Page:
Do not prune these trees while they are dormant. Prune them only during the growing season. When is the growing season? Depends on when you get your warm weather, and for how long. If the weather is eighty degrees or warmer, these trees will grow a lot, and fast, limited only by the amount of water and nutrients they can get their aggressive little roots on. Prune long shoots back to two pairs of leaves, and repeat the process as the tree grows in order to build density. Thinner branches can be shaped with wire. Unlike Ficus Benjamina, Retusas produce fairly stiff wood, and their branches will take a set after only one wiring.

But what about the fat root base? Some bonsai enthusiasts have sawed the root base off at the fattest part of the bulge, and stuck the top of the tree into the soil. This will produce a more bonsai like appearance, if you like. Alternatively, you can get creative with landscaping, and wedge some rocks into the concave part of the root base, in order to make the tree look like it is growing out from between the rocks – a natural reason for the trunk bulge.
In terms of shaping, the trunk bulge forces an informal upright style, or a banyan style if you can get the tree to produce some aerial roots around the base. Work toward a shallow triangle of foliage, and you are good. However, if you took some cuttings, you can produce a group planting, and then the possibilities become interesting.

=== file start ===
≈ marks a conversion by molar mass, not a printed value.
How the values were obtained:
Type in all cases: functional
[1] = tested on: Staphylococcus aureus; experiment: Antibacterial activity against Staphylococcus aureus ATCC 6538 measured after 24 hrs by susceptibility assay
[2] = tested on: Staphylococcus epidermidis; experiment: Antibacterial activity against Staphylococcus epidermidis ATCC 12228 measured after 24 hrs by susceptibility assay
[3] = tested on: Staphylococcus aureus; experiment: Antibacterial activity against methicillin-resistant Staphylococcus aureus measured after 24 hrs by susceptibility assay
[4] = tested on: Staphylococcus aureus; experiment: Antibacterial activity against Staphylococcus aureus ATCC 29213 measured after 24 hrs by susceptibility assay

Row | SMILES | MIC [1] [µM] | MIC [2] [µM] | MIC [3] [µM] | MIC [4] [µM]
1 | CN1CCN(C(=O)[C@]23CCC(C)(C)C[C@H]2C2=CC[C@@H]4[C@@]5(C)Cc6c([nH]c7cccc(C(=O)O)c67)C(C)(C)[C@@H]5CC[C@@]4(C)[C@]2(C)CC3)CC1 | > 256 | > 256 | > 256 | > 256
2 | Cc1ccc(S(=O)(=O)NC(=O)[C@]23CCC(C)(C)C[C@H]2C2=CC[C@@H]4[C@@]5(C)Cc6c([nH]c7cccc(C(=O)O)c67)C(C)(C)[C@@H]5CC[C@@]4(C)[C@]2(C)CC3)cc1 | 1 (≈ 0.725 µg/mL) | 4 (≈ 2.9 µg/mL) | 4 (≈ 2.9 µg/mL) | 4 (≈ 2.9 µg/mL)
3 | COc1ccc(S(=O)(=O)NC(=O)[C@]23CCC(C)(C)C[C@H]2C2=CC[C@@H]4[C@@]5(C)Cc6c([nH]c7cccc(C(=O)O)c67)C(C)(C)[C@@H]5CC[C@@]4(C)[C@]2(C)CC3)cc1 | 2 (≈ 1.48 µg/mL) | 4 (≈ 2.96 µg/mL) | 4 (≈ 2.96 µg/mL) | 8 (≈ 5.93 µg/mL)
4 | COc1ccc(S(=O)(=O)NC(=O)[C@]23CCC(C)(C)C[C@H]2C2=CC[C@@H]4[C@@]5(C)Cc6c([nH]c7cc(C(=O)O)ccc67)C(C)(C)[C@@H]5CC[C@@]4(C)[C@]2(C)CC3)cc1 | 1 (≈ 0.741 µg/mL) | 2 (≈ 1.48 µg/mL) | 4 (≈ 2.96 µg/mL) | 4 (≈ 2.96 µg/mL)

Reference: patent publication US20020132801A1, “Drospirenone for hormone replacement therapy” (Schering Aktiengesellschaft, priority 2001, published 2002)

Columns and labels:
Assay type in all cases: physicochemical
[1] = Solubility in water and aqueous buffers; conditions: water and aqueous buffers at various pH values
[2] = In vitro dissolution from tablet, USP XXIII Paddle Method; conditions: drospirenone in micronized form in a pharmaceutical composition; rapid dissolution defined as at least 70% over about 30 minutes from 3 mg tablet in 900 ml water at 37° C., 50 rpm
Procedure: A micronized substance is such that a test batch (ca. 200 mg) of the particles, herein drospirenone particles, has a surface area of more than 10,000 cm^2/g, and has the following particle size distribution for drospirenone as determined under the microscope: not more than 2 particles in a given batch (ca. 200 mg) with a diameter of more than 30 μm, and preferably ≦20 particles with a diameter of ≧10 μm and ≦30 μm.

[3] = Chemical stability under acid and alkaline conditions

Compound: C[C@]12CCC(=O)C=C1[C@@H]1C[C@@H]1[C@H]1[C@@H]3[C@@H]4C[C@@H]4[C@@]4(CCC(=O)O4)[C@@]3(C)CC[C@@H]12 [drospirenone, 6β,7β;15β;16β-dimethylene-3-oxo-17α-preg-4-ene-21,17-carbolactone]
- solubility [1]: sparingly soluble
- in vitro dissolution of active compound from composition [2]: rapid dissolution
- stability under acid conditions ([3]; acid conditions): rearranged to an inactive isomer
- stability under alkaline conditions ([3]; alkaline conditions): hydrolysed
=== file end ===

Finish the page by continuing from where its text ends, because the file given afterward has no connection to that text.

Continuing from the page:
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Ginseng Ficus Cuttings

Rooted cuttings from Ginseng Ficus

Closing Remarks:

Ginseng Ficus is not considered by enthusiasts to be a true bonsai, even though it is sold as one to the uninitiated. However, Ficus Retusa has all the qualities to become a great bonsai. All it takes is a little knowledge and a little work. Take care of your little tree, and the tree will do the rest. Enjoy your bonsai!